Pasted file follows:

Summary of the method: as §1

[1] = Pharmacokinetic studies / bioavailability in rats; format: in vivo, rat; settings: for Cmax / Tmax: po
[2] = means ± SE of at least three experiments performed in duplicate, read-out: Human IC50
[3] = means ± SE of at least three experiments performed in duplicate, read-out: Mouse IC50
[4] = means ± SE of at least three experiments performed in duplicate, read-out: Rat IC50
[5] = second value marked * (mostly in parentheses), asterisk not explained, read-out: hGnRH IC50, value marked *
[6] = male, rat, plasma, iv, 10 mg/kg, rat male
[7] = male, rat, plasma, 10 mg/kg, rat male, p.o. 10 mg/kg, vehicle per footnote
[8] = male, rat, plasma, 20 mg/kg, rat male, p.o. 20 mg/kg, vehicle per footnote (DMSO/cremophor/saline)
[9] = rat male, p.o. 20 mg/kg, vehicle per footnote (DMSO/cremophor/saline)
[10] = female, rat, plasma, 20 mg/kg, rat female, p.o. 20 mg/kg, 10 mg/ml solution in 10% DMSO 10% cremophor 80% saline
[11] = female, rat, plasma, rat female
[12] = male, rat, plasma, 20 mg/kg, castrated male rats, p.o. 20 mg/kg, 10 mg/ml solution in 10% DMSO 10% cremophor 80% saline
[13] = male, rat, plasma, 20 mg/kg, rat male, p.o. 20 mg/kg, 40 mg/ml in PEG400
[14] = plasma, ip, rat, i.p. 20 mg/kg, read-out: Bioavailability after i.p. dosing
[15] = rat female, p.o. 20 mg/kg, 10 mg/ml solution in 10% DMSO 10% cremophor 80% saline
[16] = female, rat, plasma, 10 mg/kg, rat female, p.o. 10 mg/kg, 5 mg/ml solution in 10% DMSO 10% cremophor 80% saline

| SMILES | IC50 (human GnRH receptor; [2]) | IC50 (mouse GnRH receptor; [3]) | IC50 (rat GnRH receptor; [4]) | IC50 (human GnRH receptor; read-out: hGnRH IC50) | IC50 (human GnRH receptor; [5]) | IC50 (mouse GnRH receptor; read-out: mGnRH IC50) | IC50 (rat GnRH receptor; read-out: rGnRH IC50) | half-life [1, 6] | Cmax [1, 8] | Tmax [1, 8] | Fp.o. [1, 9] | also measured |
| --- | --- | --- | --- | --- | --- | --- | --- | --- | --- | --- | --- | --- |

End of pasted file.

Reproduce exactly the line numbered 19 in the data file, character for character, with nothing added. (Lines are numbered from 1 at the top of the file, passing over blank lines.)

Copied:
| --- | --- | --- | --- | --- | --- | --- | --- | --- | --- | --- | --- | --- |